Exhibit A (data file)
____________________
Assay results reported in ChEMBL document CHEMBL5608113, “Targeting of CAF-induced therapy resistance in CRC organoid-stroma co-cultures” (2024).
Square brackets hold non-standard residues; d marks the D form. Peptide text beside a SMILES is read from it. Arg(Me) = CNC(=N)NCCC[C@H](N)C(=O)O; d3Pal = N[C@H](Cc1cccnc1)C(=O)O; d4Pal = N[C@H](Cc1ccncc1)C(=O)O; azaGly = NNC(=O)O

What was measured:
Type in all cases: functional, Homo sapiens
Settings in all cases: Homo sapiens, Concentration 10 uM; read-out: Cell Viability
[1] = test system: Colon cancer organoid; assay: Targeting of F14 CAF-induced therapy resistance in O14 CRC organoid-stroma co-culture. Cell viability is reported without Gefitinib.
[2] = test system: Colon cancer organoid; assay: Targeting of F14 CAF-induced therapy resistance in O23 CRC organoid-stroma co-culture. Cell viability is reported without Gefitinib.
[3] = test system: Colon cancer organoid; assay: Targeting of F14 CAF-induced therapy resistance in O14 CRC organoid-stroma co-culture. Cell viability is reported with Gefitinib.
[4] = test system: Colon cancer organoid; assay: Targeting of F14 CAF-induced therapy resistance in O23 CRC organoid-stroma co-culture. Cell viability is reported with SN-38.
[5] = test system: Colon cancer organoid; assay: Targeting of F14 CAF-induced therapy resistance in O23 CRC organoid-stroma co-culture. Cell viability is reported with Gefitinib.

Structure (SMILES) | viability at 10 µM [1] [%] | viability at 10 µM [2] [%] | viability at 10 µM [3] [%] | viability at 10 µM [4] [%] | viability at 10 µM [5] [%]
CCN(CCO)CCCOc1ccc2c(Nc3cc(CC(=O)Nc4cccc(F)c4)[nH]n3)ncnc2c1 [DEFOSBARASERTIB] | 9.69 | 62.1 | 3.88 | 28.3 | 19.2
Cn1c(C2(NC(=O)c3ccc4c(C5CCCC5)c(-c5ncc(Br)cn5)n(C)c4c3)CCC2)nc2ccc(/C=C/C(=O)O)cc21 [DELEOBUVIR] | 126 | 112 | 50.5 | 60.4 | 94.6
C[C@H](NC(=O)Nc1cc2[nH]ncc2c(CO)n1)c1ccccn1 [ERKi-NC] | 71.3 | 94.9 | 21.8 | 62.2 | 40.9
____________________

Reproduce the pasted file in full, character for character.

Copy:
Assay results reported in ChEMBL document CHEMBL5608113, “Targeting of CAF-induced therapy resistance in CRC organoid-stroma co-cultures” (2024).
Square brackets hold non-standard residues; d marks the D form. Peptide text beside a SMILES is read from it. Arg(Me) = CNC(=N)NCCC[C@H](N)C(=O)O; d3Pal = N[C@H](Cc1cccnc1)C(=O)O; d4Pal = N[C@H](Cc1ccncc1)C(=O)O; azaGly = NNC(=O)O

What was measured:
Type in all cases: functional, Homo sapiens
Settings in all cases: Homo sapiens, Concentration 10 uM; read-out: Cell Viability
[1] = test system: Colon cancer organoid; assay: Targeting of F14 CAF-induced therapy resistance in O14 CRC organoid-stroma co-culture. Cell viability is reported without Gefitinib.
[2] = test system: Colon cancer organoid; assay: Targeting of F14 CAF-induced therapy resistance in O23 CRC organoid-stroma co-culture. Cell viability is reported without Gefitinib.
[3] = test system: Colon cancer organoid; assay: Targeting of F14 CAF-induced therapy resistance in O14 CRC organoid-stroma co-culture. Cell viability is reported with Gefitinib.
[4] = test system: Colon cancer organoid; assay: Targeting of F14 CAF-induced therapy resistance in O23 CRC organoid-stroma co-culture. Cell viability is reported with SN-38.
[5] = test system: Colon cancer organoid; assay: Targeting of F14 CAF-induced therapy resistance in O23 CRC organoid-stroma co-culture. Cell viability is reported with Gefitinib.

Structure (SMILES) | viability at 10 µM [1] [%] | viability at 10 µM [2] [%] | viability at 10 µM [3] [%] | viability at 10 µM [4] [%] | viability at 10 µM [5] [%]
CCN(CCO)CCCOc1ccc2c(Nc3cc(CC(=O)Nc4cccc(F)c4)[nH]n3)ncnc2c1 [DEFOSBARASERTIB] | 9.69 | 62.1 | 3.88 | 28.3 | 19.2
Cn1c(C2(NC(=O)c3ccc4c(C5CCCC5)c(-c5ncc(Br)cn5)n(C)c4c3)CCC2)nc2ccc(/C=C/C(=O)O)cc21 [DELEOBUVIR] | 126 | 112 | 50.5 | 60.4 | 94.6
C[C@H](NC(=O)Nc1cc2[nH]ncc2c(CO)n1)c1ccccn1 [ERKi-NC] | 71.3 | 94.9 | 21.8 | 62.2 | 40.9